CLOUD Act Agreement

A significant barrier to cross-border crime investigations such as serious organised crime, terrorism and child exploitation cases is a lack of law enforcement access to data and evidence. This data is protected by technologies such as encryption offered by ICT service providers, allowing criminals to evade detection.

Enacted in March 2018, the CLOUD Act authorises the United States to enter into bilateral agreements to facilitate the process of obtaining electronic evidence across borders.

The United States and the United Kingdom have entered into the world’s first ever CLOUD Act Agreement, which will allow US and UK law enforcement to demand electronic data directly from tech companies based in the other country, without legal barriers.

We look at the international implications of this development as outlined by the US Department of Justice.


A new weapon in the fight against serious international crime

This agreement will greatly improve law enforcement access to electronic evidence of crime committed in the US that is stored in the UK, and vice versa. More efficient and effective access to data will allow for speedier and more successful investigations, enhancing the ability of the US and the UK to fight serious cross-border crime.

U.S. Attorney General William P. Barr said that “This agreement will make the citizens of both countries safer, while at the same time assuring robust protections for privacy and civil liberties.”

UK Home Secretary Priti Patel said “Terrorists and paedophiles continue to exploit the internet to spread their messages of hate, plan attacks on our citizens and target the most vulnerable.  As Home Secretary I am determined to do everything in my power to stop them.”


The current process

The current mutual legal assistance process has faced much criticism. This process sees law enforcement requests for electronic data submitted to foreign governments for approval, often taking many months or even years, and seriously hampering investigations.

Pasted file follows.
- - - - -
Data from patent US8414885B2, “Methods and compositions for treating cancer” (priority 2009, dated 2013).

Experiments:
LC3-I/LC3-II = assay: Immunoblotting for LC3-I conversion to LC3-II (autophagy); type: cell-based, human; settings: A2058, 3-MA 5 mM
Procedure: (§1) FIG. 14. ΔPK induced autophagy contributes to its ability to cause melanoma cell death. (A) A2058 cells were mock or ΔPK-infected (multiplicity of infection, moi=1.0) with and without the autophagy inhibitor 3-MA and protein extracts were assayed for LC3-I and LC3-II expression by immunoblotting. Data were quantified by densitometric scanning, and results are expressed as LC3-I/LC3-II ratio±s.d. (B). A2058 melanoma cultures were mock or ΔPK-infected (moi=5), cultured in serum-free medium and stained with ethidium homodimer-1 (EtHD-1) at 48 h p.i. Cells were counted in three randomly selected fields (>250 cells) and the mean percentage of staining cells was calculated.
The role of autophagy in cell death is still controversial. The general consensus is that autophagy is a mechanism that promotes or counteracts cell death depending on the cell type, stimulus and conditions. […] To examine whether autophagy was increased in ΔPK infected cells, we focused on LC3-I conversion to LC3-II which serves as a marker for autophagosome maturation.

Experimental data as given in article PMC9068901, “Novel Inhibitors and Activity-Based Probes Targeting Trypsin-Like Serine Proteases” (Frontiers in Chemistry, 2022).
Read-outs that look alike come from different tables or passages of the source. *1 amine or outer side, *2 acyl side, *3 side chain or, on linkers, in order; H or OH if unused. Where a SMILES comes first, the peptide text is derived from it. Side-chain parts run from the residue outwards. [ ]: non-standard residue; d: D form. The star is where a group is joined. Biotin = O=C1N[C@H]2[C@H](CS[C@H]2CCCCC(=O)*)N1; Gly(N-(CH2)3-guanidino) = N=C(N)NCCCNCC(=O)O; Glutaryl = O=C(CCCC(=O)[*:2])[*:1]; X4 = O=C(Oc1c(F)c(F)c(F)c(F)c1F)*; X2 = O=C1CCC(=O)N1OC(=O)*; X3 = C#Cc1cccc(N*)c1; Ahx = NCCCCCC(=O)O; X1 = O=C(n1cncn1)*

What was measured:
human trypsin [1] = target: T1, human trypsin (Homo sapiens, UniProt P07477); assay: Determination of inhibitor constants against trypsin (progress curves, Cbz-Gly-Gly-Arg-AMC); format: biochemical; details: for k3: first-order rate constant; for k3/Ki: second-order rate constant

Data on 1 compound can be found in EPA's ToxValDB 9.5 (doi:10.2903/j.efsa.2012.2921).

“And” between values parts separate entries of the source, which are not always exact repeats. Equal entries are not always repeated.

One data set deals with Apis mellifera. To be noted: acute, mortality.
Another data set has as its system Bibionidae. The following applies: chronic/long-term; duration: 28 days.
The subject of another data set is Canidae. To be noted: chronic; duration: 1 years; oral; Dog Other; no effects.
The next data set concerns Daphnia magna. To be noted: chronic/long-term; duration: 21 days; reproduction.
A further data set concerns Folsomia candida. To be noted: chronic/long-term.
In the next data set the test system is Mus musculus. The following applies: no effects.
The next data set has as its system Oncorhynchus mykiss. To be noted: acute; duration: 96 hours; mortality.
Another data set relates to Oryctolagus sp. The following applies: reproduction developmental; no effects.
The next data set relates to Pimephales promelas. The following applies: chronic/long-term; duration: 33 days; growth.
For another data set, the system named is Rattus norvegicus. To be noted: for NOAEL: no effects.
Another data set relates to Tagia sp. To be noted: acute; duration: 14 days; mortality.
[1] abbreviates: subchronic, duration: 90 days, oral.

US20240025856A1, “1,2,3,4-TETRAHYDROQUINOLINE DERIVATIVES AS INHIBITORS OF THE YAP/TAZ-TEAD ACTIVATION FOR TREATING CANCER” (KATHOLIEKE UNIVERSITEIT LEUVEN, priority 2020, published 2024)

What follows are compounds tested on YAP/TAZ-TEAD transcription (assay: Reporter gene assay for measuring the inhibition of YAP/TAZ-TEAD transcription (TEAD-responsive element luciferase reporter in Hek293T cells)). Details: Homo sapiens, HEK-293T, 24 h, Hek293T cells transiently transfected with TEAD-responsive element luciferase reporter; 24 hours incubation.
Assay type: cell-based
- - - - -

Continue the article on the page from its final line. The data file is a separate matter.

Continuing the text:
Under the new agreement, all requests for access to data will be subject to independent judicial authorisation or oversight. Once law enforcement has obtained the appropriate court authorisation, they may directly request data from tech companies based in the other country rather than going through governments. This is expected to significantly reduce the timeline of obtaining evidence.


What are the specifics of the new agreement?

Both governments agreed to terms which broadly lift restrictions for a broad class of investigations.

Some specifics of the agreement include that:

  • Residents of the other country will not be targeted
  • It will be ensured that any disclosures made by ICT service providers through the agreement are compatible with data protection laws
  • Each country will obtain permission from the other before using data gained through the agreement in certain prosecutions (US cases involving the death penalty and UK cases implicating freedom of speech).



The Cloud Act Agreement between the United States and United Kingdom seeks to address inefficiencies with the current mutual legal assistance process, and is expected to improve the success of cross-border investigations of serious crime through enhanced access to critical data and electronic evidence between the countries.

Nyman Gibson Miralis provides expert advice and representation in complex international criminal law cases involving multiple law enforcement agencies and access to cross-border evidence.

Contact us if you require assistance.